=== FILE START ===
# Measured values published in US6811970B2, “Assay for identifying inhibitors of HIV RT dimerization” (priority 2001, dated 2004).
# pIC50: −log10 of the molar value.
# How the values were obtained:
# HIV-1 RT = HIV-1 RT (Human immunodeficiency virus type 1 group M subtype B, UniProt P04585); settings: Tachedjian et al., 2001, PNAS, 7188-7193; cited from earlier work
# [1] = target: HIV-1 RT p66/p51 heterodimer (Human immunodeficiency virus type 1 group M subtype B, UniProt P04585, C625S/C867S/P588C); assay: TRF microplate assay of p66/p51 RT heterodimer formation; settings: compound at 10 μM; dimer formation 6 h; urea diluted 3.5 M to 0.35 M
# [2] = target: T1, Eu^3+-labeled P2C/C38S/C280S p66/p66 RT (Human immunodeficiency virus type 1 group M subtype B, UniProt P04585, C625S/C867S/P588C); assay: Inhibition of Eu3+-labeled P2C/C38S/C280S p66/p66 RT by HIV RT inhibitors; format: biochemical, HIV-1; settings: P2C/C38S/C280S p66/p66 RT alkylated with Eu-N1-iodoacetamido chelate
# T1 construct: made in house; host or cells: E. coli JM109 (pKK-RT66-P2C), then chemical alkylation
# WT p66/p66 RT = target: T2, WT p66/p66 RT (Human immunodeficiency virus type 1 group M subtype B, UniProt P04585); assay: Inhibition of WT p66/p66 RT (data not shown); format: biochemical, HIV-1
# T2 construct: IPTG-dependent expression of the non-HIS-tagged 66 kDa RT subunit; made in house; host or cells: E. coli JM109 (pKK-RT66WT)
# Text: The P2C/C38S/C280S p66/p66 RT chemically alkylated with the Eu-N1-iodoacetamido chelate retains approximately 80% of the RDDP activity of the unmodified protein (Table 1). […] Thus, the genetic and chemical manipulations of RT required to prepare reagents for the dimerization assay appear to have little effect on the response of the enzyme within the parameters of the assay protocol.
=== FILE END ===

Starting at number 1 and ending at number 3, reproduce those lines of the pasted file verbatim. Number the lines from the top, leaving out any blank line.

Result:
# Measured values published in US6811970B2, “Assay for identifying inhibitors of HIV RT dimerization” (priority 2001, dated 2004).
# pIC50: −log10 of the molar value.
# How the values were obtained: